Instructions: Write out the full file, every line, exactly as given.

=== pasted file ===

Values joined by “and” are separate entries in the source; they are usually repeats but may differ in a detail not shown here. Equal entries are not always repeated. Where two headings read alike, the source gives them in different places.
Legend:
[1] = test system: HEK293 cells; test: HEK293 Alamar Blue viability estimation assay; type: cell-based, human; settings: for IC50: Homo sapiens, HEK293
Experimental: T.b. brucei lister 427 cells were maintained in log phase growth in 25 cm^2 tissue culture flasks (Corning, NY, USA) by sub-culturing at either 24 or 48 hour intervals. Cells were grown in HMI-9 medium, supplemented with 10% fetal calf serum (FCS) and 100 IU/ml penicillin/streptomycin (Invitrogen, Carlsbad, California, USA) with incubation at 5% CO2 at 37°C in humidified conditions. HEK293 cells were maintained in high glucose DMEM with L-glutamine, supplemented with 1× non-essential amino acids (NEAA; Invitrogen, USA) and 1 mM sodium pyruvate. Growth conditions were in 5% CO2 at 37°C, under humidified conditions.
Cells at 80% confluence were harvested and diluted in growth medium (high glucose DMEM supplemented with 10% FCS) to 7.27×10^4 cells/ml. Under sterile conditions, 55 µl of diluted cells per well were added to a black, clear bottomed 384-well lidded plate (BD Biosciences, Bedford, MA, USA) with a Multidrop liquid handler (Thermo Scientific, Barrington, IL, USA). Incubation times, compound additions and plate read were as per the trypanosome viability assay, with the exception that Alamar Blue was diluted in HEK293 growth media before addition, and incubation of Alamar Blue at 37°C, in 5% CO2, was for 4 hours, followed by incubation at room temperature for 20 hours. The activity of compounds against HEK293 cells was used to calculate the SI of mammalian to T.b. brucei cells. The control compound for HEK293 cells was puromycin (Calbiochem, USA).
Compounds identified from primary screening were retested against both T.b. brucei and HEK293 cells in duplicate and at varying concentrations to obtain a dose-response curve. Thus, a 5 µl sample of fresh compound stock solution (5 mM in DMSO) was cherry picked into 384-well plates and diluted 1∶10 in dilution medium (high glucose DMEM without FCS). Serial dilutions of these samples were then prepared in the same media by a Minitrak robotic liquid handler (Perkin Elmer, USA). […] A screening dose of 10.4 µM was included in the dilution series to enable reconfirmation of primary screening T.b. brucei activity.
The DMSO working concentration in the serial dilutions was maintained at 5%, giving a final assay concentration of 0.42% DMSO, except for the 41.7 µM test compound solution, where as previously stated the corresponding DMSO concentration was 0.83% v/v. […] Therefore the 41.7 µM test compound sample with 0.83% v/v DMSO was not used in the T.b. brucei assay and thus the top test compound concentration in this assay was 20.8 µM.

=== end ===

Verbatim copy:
Values joined by “and” are separate entries in the source; they are usually repeats but may differ in a detail not shown here. Equal entries are not always repeated. Where two headings read alike, the source gives them in different places.
Legend:
[1] = test system: HEK293 cells; test: HEK293 Alamar Blue viability estimation assay; type: cell-based, human; settings: for IC50: Homo sapiens, HEK293
Experimental: T.b. brucei lister 427 cells were maintained in log phase growth in 25 cm^2 tissue culture flasks (Corning, NY, USA) by sub-culturing at either 24 or 48 hour intervals. Cells were grown in HMI-9 medium, supplemented with 10% fetal calf serum (FCS) and 100 IU/ml penicillin/streptomycin (Invitrogen, Carlsbad, California, USA) with incubation at 5% CO2 at 37°C in humidified conditions. HEK293 cells were maintained in high glucose DMEM with L-glutamine, supplemented with 1× non-essential amino acids (NEAA; Invitrogen, USA) and 1 mM sodium pyruvate. Growth conditions were in 5% CO2 at 37°C, under humidified conditions.
Cells at 80% confluence were harvested and diluted in growth medium (high glucose DMEM supplemented with 10% FCS) to 7.27×10^4 cells/ml. Under sterile conditions, 55 µl of diluted cells per well were added to a black, clear bottomed 384-well lidded plate (BD Biosciences, Bedford, MA, USA) with a Multidrop liquid handler (Thermo Scientific, Barrington, IL, USA). Incubation times, compound additions and plate read were as per the trypanosome viability assay, with the exception that Alamar Blue was diluted in HEK293 growth media before addition, and incubation of Alamar Blue at 37°C, in 5% CO2, was for 4 hours, followed by incubation at room temperature for 20 hours. The activity of compounds against HEK293 cells was used to calculate the SI of mammalian to T.b. brucei cells. The control compound for HEK293 cells was puromycin (Calbiochem, USA).
Compounds identified from primary screening were retested against both T.b. brucei and HEK293 cells in duplicate and at varying concentrations to obtain a dose-response curve. Thus, a 5 µl sample of fresh compound stock solution (5 mM in DMSO) was cherry picked into 384-well plates and diluted 1∶10 in dilution medium (high glucose DMEM without FCS). Serial dilutions of these samples were then prepared in the same media by a Minitrak robotic liquid handler (Perkin Elmer, USA). […] A screening dose of 10.4 µM was included in the dilution series to enable reconfirmation of primary screening T.b. brucei activity.
The DMSO working concentration in the serial dilutions was maintained at 5%, giving a final assay concentration of 0.42% DMSO, except for the 41.7 µM test compound solution, where as previously stated the corresponding DMSO concentration was 0.83% v/v. […] Therefore the 41.7 µM test compound sample with 0.83% v/v DMSO was not used in the T.b. brucei assay and thus the top test compound concentration in this assay was 20.8 µM.